The second H.M.S. Lewes was a 4-funnel destroyer, launched in June 1918 as the U.S.S. Craven. She was built in the U.S. Navy yard at Norfolk, Virginia, and was a larger and more powerful ship. She was 315 feet long, displaced over 1,100 tons, carried a crew of 150 and had four guns, one forward, one aft and two others amidships. She also had anti-aircraft guns and twelve torpedo tubes. She had four powerful steam turbines, four funnels, and was capable of 30 knots. However, the war ended before she had fully completed her trials, and after brief service as a weather ship and other peacetime duties she was laid up in 1922. In 1939 she was renamed U.S.S. Conway – her original name was transferred to a new destroyer.

She was recommissioned only in 1940 as one of the fifty lend-lease destroyers sold to Britain in return for the U.S. being granted land for military bases in British territories. When the Royal Navy acquired the ship in October 1940 she was given the number G68 and renamed H.M.S. Lewes. She was re-armed for convoy duties. Her torpedo tubes were removed and she was equipped with modern anti-aircraft guns and depth charges instead. While being re-fitted at Devonport she was damaged in an air raid, and was posted to Rosyth to join the East Coast convoy force only in 1942. The town of Lewes presented a special plaque to the destroyer, to mark her adoption by the town, and the local War Savings Committee maintained contact with the crew thereafter. She saw some action when one of her convoys was attacked by German E-boats later that year.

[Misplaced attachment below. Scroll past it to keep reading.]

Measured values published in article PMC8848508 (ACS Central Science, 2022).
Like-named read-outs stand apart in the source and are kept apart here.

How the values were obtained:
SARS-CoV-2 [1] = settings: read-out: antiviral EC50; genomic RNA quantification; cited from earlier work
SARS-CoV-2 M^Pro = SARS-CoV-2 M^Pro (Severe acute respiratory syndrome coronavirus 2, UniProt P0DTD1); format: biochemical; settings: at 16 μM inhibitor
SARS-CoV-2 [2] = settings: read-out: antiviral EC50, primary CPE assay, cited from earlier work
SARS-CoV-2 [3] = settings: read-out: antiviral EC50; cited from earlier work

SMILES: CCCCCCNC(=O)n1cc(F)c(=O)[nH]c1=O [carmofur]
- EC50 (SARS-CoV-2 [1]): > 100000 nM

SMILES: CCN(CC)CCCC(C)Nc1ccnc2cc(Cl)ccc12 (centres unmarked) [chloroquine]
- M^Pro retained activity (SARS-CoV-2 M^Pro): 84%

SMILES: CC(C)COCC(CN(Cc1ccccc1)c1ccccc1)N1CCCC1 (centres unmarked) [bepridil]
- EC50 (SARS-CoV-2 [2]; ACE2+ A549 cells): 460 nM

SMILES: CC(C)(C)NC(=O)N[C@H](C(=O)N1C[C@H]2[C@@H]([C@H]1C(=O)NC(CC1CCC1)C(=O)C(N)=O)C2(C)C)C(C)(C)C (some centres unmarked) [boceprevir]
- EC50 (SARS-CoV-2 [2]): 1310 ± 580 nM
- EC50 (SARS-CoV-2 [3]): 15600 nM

H.M.S. Lewes

H.M.S. Lewes – Image copyright of the Imperial War Museum (FL 3259)

The lend-lease destroyers did not prove very successful at escort duties, and by the end of 1942 H.M.S. Lewes was withdrawn to become an air target ship, used for training aircrew for operations against enemy warships. In 1943, after a further refit on the Humber, she was sent with a troop convoy to Simonstown, South Africa. She continued to serve as an air target ship in the South Atlantic and the Pacific, transferring first to Ceylon and eventually Australia, where she was based when the war ended. Her crew were paid off at Sydney in November 1945. The ship was stripped of everything useful and then scuttled off Sydney in May 1946.

Sources: Wikipedia; www.dreadnoughtproject.org; www.naval-history.net; 20 Feb 1942, 3 Jul 1942, 25 Sep 1942, 2 Oct 1942, 31 Dec 1943, 26 May 1944 & 19 Oct 1945 Sussex Express.


  1. Rev Thomas Barnard and Westgate Chapel

Thomas Barnard was born in Lewes in 1643, during the civil war period, a son of Richard Barnard of Lewes, draper, who died in 1666. In 1662 the Restoration authorities ejected those ministers who would not conform to the Act of Uniformity passed that year. There were about 70 such ministers in Sussex, including Rev Edward Newton of St Anne’s and Southover and Rev Gwalter Postlethwaite of St Michael’s, and under the Five Mile Act such ministers had to leave the towns and villages in which they lived. The many Lewes people who preferred the doctrines of these ejected ministers formed conventicles that met secretly and illegally in the town.